Whenever I feel bad, I go to the library and read controversial periodicals. Though I do not know whether I am a liberal or a conservative, I am nevertheless enlivened by the hatred that one bears for the other. In fact, this hatred strikes me as one of the few signs of life remaining in the world. This is another thing about the world that is upsidedown: all the friendly and likable people seem dead to me; only the haters seem alive.
Yeats said something similar in “The Second Coming.”
Binx Bolling, an eschatologically troubled Korean War vet, is the sardonic voice of “The Moviegoer,” the 1960 novel by Walker Percy (1916-1990). The setting is mid-twentieth-century New Orleans. The quote is a miniature set piece in which Binx registers his grimly idiosyncratic take on the world. In a certain light it prefigures Twitter.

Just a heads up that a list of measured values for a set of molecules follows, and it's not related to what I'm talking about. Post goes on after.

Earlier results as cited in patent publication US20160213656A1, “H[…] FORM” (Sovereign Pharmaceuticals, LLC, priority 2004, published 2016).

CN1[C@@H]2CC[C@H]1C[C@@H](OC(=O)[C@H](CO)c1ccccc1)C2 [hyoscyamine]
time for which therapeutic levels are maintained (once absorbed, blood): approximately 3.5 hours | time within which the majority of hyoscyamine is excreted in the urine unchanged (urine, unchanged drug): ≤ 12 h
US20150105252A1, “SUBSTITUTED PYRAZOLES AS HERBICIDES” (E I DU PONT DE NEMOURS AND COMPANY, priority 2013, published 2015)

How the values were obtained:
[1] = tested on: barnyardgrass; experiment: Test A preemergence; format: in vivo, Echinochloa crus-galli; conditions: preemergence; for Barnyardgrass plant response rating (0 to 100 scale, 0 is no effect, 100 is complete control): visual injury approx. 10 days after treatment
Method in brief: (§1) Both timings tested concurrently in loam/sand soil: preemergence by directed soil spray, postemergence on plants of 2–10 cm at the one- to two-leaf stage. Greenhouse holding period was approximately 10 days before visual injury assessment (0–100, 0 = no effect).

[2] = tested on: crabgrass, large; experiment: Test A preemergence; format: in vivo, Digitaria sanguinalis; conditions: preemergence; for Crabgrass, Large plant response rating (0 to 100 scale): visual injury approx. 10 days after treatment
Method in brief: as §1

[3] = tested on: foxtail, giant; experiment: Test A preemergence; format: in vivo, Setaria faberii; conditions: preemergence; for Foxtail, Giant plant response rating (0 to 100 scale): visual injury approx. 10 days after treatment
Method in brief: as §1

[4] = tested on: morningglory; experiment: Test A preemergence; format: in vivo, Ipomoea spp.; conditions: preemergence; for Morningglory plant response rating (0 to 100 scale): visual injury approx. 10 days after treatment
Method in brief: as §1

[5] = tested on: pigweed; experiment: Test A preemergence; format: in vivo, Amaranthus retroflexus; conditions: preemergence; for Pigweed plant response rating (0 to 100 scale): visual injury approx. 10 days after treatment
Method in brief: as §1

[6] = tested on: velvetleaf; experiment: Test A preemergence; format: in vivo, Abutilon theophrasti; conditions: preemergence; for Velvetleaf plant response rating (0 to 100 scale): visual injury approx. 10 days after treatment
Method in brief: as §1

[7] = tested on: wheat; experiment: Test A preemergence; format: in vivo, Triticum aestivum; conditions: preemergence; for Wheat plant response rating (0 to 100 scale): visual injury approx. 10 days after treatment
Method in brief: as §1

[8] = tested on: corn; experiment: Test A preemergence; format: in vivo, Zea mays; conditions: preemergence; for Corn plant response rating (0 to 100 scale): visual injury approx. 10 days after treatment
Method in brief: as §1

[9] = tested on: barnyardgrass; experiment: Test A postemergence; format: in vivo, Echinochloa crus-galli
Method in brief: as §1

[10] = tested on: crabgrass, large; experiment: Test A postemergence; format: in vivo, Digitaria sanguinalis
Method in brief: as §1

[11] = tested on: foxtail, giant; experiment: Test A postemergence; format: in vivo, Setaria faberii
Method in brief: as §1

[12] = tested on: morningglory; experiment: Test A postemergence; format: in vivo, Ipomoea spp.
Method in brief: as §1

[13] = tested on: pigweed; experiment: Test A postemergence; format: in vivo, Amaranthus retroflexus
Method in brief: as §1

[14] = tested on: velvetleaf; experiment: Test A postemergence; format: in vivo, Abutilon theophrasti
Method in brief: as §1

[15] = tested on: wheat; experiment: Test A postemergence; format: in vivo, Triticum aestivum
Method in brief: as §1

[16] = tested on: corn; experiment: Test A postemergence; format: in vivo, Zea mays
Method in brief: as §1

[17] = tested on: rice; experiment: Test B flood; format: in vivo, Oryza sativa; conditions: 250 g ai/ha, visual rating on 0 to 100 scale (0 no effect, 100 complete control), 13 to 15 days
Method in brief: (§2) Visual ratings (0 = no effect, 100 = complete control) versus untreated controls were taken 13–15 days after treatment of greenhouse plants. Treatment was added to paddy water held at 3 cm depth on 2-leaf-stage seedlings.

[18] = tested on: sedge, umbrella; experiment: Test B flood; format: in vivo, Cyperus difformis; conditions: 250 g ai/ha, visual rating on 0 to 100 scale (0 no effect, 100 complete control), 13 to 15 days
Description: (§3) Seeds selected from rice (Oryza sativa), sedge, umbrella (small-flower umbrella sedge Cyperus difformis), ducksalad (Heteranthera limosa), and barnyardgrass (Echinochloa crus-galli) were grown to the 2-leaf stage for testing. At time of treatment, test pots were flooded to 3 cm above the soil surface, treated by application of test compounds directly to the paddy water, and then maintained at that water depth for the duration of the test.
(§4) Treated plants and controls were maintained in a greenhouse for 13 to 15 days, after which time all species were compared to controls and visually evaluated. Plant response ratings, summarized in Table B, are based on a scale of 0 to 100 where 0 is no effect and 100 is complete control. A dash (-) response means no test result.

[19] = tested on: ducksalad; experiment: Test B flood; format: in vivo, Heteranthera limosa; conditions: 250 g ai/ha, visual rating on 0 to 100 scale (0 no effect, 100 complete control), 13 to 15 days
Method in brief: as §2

Binx first reads a liberal weekly, nodding to himself “whenever the writer scores a point. Damn right, old son, I say, jerking my chair in approval. Pour it on them.”
Then he picks up a conservative monthly “to join the counterattack. Oh ho, say I, and hold fast to the chair arm: that one did it. Eviscerated!”
He ends his reading session contentedly: “And then out and away into the sunlight, my neck prickling with satisfaction.”
What’s downright venusian from the perspective of our side-taking moment is Binx’s disengaged savoring of contumely from a perch in the DMZ.
(c) 2020 JMN